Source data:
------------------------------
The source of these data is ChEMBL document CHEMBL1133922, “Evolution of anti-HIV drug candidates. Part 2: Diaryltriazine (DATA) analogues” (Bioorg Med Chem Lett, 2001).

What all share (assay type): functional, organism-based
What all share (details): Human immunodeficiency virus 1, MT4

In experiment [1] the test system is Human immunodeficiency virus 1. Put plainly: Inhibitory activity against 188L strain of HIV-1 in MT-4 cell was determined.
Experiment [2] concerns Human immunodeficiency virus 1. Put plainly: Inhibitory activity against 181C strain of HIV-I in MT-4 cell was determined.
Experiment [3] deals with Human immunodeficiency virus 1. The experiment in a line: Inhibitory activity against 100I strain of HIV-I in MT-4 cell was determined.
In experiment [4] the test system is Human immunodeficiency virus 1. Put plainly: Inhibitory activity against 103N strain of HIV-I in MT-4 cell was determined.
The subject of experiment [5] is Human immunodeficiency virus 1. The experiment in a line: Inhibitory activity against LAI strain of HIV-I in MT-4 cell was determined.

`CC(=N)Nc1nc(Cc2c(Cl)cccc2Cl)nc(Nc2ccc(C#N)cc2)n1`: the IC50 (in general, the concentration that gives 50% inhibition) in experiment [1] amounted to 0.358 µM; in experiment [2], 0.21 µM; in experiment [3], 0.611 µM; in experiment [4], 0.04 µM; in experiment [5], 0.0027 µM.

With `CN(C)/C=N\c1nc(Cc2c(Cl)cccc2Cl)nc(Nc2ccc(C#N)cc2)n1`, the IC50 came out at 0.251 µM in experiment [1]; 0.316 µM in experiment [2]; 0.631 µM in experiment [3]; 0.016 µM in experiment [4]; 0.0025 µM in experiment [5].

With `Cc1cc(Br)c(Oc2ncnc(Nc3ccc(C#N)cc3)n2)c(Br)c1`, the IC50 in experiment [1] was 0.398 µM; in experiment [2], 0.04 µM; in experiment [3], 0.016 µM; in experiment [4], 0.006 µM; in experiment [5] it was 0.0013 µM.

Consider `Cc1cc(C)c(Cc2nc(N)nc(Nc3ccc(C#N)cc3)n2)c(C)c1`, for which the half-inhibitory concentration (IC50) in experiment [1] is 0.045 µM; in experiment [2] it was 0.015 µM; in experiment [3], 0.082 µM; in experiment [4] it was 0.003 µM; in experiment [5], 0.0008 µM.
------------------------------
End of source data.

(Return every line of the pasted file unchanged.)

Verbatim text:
The source of these data is ChEMBL document CHEMBL1133922, “Evolution of anti-HIV drug candidates. Part 2: Diaryltriazine (DATA) analogues” (Bioorg Med Chem Lett, 2001).

What all share (assay type): functional, organism-based
What all share (details): Human immunodeficiency virus 1, MT4

In experiment [1] the test system is Human immunodeficiency virus 1. Put plainly: Inhibitory activity against 188L strain of HIV-1 in MT-4 cell was determined.
Experiment [2] concerns Human immunodeficiency virus 1. Put plainly: Inhibitory activity against 181C strain of HIV-I in MT-4 cell was determined.
Experiment [3] deals with Human immunodeficiency virus 1. The experiment in a line: Inhibitory activity against 100I strain of HIV-I in MT-4 cell was determined.
In experiment [4] the test system is Human immunodeficiency virus 1. Put plainly: Inhibitory activity against 103N strain of HIV-I in MT-4 cell was determined.
The subject of experiment [5] is Human immunodeficiency virus 1. The experiment in a line: Inhibitory activity against LAI strain of HIV-I in MT-4 cell was determined.

`CC(=N)Nc1nc(Cc2c(Cl)cccc2Cl)nc(Nc2ccc(C#N)cc2)n1`: the IC50 (in general, the concentration that gives 50% inhibition) in experiment [1] amounted to 0.358 µM; in experiment [2], 0.21 µM; in experiment [3], 0.611 µM; in experiment [4], 0.04 µM; in experiment [5], 0.0027 µM.

With `CN(C)/C=N\c1nc(Cc2c(Cl)cccc2Cl)nc(Nc2ccc(C#N)cc2)n1`, the IC50 came out at 0.251 µM in experiment [1]; 0.316 µM in experiment [2]; 0.631 µM in experiment [3]; 0.016 µM in experiment [4]; 0.0025 µM in experiment [5].

With `Cc1cc(Br)c(Oc2ncnc(Nc3ccc(C#N)cc3)n2)c(Br)c1`, the IC50 in experiment [1] was 0.398 µM; in experiment [2], 0.04 µM; in experiment [3], 0.016 µM; in experiment [4], 0.006 µM; in experiment [5] it was 0.0013 µM.

Consider `Cc1cc(C)c(Cc2nc(N)nc(Nc3ccc(C#N)cc3)n2)c(C)c1`, for which the half-inhibitory concentration (IC50) in experiment [1] is 0.045 µM; in experiment [2] it was 0.015 µM; in experiment [3], 0.082 µM; in experiment [4] it was 0.003 µM; in experiment [5], 0.0008 µM.